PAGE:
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About Johanna Mendelson Forman

Johanna Mendelson Forman is a senior associate in the Americas Program at the Center for Strategic and International Studies (CSIS) in Washington, DC

Articles by Johanna Mendelson Forman

This week’s editor

Alex Sakalis, Editor

Alex Sakalis is associate editor of openDemocracy and co-edits the Can Europe Make It? page.

Constitutional conventions: best practice

Beyond the middle class military coup

The situation in Egypt today rekindles the debate about middle class military coups in the 1960s and 1970s. Lessons must be learned from Latin America's experience of moving the military into the government.

Haiti beyond failure: ingredients of change

A year after the earthquake in Haiti, the tasks of reconstruction remain vast. A shadowy election and blocked political process reinforce the sense of drift. Yet a coherent international effort can still make a real difference, says Johanna Mendelson Forman.

Haiti's earthquake: a Port-au-Prince report

Six months after the catastrophe in Haiti’s capital, the realities of insecurity, displacement and poverty co-exist with opportunities and agents of reconstruction. Johanna Mendelson Forman offers a view from the ground.

Haiti’s earthquake: a future after mercy

The existing levels of human insecurity in Haiti make the country’s post-disaster recovery even more difficult. All the more important that the world gets the response right and makes a sustained commitment, says Johanna Mendelson Forman.

The Baghdad bomb, the United Nations, and America

The massacre of United Nations employees in Iraq on 19 August 2003 was a dark moment in the organisation's history. It also carries lessons for the United States in the age of Barack Obama, says Johanna Mendelson Forman.

(This article was first published on 19 August 2009)

Open veins, closed minds

The “dependency theory” of the 1970s is no longer a relevant guide to understanding the needs of Latin America or how its relationship with the United States should develop, say Peter DeShazo & Johanna Mendelson Forman.

(This article was first published on 7 May 2009)

President Bush discovers the world is flat

The United Nations world summit suggests that the Bush administration is starting to understand its need for allies, says Johanna Mendelson Forman of the UN Foundation.

In Larger Freedom: Kofi Annan's challenge

Can the United Nations be reformed to make it a guarantor of human security and development in the 21st century? Johanna Mendelson Forman on the ideas and politics of a historic report.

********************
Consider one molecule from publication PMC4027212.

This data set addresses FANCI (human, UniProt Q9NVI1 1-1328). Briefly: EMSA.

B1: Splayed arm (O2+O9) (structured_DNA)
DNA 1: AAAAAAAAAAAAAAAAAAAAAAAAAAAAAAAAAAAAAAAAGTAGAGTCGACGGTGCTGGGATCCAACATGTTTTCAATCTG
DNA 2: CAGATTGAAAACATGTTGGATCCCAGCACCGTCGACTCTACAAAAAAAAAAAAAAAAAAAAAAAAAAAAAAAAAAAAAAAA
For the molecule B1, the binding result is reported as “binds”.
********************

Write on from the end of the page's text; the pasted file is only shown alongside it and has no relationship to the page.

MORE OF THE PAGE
A 21st century mission? The UN high-level panel report

How to ensure human security in an age of terrorism and pre-emptive war? As a United Nations think-tank publishes its proposals, two specialists map the international diplomatic minefield on which the UN, its friends and its enemies chart their course.

The nation-building trap: Haiti after Aristide

Haiti's elected president, Jean-Bertrand Aristide, was restored to power by international help in 1994. A decade on, this "success" appears tainted by his second overthrow. What went wrong, and can the international community get it right next time? 

The UN in 2003: a year of living dangerously

The crisis over Iraq has brought the United Nations to a crossroads. At the end of a year when diplomacy was felled by force, the institution can regain its influence only by rethinking its core security mandate.

From the ashes: a multilateral mission?

Johanna Mendelson Forman, recently returned from Iraq, knew well many of those killed and injured in the bombing of the United Nations mission in Baghdad. In mourning her colleagues, she reflects on the meaning and implications of this event for the UN’s future role in the country.

We cannot afford to fail

The Iraq Reconstruction Assessment Mission, an independent team of experts commissioned by the Pentagon, recently published a report of their ten-day Iraqi tour. After presenting evidence to the US Senate Foreign Relations Committee, the authors draw on their report to challenge the Coalition’s masters of war to a gargantuan effort of peacemaking and society-building.

Things Kofi Annan can do now

The UN, centre stage in the prelude to the Iraq war, has been sidelined since its outbreak. But the organisation does not need to take its marching orders from sovereign governments. Its Secretary General, Kofi Annan, can seize the diplomatic initiative with five immediate, practical steps.
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